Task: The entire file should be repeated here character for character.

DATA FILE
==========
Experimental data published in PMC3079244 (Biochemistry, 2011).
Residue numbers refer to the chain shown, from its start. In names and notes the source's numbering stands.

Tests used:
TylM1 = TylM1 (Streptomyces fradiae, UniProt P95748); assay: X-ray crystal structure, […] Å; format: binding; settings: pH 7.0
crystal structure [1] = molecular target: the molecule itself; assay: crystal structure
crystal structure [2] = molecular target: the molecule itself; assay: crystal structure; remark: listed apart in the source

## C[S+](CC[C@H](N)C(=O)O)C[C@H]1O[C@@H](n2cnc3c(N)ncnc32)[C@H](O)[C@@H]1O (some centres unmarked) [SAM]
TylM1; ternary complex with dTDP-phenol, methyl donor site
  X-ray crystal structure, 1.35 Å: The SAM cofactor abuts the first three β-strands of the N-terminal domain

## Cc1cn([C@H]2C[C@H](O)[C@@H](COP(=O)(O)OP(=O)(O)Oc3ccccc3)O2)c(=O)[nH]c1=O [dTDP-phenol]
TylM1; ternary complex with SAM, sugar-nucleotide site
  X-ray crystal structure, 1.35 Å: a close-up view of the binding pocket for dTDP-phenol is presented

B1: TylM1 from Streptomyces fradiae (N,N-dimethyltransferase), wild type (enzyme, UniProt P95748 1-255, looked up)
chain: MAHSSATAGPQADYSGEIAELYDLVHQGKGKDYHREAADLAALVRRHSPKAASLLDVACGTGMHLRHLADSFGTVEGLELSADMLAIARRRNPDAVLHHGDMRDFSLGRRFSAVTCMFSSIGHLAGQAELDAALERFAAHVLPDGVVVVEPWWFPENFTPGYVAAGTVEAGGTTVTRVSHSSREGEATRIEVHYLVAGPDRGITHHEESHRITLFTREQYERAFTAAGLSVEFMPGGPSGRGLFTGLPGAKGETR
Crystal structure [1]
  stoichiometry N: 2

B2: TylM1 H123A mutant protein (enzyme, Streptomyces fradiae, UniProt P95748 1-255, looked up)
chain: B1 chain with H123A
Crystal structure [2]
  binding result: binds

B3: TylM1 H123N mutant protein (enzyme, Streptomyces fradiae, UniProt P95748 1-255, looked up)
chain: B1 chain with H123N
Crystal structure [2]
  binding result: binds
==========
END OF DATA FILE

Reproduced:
Experimental data published in PMC3079244 (Biochemistry, 2011).
Residue numbers refer to the chain shown, from its start. In names and notes the source's numbering stands.

Tests used:
TylM1 = TylM1 (Streptomyces fradiae, UniProt P95748); assay: X-ray crystal structure, […] Å; format: binding; settings: pH 7.0
crystal structure [1] = molecular target: the molecule itself; assay: crystal structure
crystal structure [2] = molecular target: the molecule itself; assay: crystal structure; remark: listed apart in the source

## C[S+](CC[C@H](N)C(=O)O)C[C@H]1O[C@@H](n2cnc3c(N)ncnc32)[C@H](O)[C@@H]1O (some centres unmarked) [SAM]
TylM1; ternary complex with dTDP-phenol, methyl donor site
  X-ray crystal structure, 1.35 Å: The SAM cofactor abuts the first three β-strands of the N-terminal domain

## Cc1cn([C@H]2C[C@H](O)[C@@H](COP(=O)(O)OP(=O)(O)Oc3ccccc3)O2)c(=O)[nH]c1=O [dTDP-phenol]
TylM1; ternary complex with SAM, sugar-nucleotide site
  X-ray crystal structure, 1.35 Å: a close-up view of the binding pocket for dTDP-phenol is presented

B1: TylM1 from Streptomyces fradiae (N,N-dimethyltransferase), wild type (enzyme, UniProt P95748 1-255, looked up)
chain: MAHSSATAGPQADYSGEIAELYDLVHQGKGKDYHREAADLAALVRRHSPKAASLLDVACGTGMHLRHLADSFGTVEGLELSADMLAIARRRNPDAVLHHGDMRDFSLGRRFSAVTCMFSSIGHLAGQAELDAALERFAAHVLPDGVVVVEPWWFPENFTPGYVAAGTVEAGGTTVTRVSHSSREGEATRIEVHYLVAGPDRGITHHEESHRITLFTREQYERAFTAAGLSVEFMPGGPSGRGLFTGLPGAKGETR
Crystal structure [1]
  stoichiometry N: 2

B2: TylM1 H123A mutant protein (enzyme, Streptomyces fradiae, UniProt P95748 1-255, looked up)
chain: B1 chain with H123A
Crystal structure [2]
  binding result: binds

B3: TylM1 H123N mutant protein (enzyme, Streptomyces fradiae, UniProt P95748 1-255, looked up)
chain: B1 chain with H123N
Crystal structure [2]
  binding result: binds